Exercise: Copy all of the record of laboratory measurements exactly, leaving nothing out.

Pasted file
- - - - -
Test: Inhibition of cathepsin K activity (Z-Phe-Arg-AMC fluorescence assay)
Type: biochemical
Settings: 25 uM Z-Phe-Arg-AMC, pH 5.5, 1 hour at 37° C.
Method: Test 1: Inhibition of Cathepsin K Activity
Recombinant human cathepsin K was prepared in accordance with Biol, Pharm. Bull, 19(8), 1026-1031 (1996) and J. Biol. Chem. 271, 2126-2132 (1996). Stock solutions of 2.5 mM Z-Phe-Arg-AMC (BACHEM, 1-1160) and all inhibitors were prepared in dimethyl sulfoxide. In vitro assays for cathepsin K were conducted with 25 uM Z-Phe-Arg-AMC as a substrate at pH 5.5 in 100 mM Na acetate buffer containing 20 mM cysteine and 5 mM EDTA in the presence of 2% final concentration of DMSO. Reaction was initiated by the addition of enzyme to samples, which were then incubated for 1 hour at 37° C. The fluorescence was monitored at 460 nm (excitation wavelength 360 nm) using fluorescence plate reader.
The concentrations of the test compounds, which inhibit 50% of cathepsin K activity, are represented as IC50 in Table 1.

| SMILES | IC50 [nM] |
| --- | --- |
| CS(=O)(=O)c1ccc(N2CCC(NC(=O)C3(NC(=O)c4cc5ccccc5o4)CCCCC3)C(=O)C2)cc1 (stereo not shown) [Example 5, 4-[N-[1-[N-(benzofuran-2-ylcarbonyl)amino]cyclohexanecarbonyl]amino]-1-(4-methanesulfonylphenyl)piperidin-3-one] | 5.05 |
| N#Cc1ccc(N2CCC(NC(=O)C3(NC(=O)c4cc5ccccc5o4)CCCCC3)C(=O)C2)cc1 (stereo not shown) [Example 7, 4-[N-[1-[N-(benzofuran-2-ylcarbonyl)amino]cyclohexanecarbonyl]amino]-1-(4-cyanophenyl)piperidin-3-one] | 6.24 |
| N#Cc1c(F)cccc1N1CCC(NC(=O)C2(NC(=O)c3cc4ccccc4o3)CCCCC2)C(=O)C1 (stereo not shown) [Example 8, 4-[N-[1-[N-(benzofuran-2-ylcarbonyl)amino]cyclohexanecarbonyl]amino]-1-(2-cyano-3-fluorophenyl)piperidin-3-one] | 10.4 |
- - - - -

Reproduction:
Test: Inhibition of cathepsin K activity (Z-Phe-Arg-AMC fluorescence assay)
Type: biochemical
Settings: 25 uM Z-Phe-Arg-AMC, pH 5.5, 1 hour at 37° C.
Method: Test 1: Inhibition of Cathepsin K Activity
Recombinant human cathepsin K was prepared in accordance with Biol, Pharm. Bull, 19(8), 1026-1031 (1996) and J. Biol. Chem. 271, 2126-2132 (1996). Stock solutions of 2.5 mM Z-Phe-Arg-AMC (BACHEM, 1-1160) and all inhibitors were prepared in dimethyl sulfoxide. In vitro assays for cathepsin K were conducted with 25 uM Z-Phe-Arg-AMC as a substrate at pH 5.5 in 100 mM Na acetate buffer containing 20 mM cysteine and 5 mM EDTA in the presence of 2% final concentration of DMSO. Reaction was initiated by the addition of enzyme to samples, which were then incubated for 1 hour at 37° C. The fluorescence was monitored at 460 nm (excitation wavelength 360 nm) using fluorescence plate reader.
The concentrations of the test compounds, which inhibit 50% of cathepsin K activity, are represented as IC50 in Table 1.

| SMILES | IC50 [nM] |
| --- | --- |
| CS(=O)(=O)c1ccc(N2CCC(NC(=O)C3(NC(=O)c4cc5ccccc5o4)CCCCC3)C(=O)C2)cc1 (stereo not shown) [Example 5, 4-[N-[1-[N-(benzofuran-2-ylcarbonyl)amino]cyclohexanecarbonyl]amino]-1-(4-methanesulfonylphenyl)piperidin-3-one] | 5.05 |
| N#Cc1ccc(N2CCC(NC(=O)C3(NC(=O)c4cc5ccccc5o4)CCCCC3)C(=O)C2)cc1 (stereo not shown) [Example 7, 4-[N-[1-[N-(benzofuran-2-ylcarbonyl)amino]cyclohexanecarbonyl]amino]-1-(4-cyanophenyl)piperidin-3-one] | 6.24 |
| N#Cc1c(F)cccc1N1CCC(NC(=O)C2(NC(=O)c3cc4ccccc4o3)CCCCC2)C(=O)C1 (stereo not shown) [Example 8, 4-[N-[1-[N-(benzofuran-2-ylcarbonyl)amino]cyclohexanecarbonyl]amino]-1-(2-cyano-3-fluorophenyl)piperidin-3-one] | 10.4 |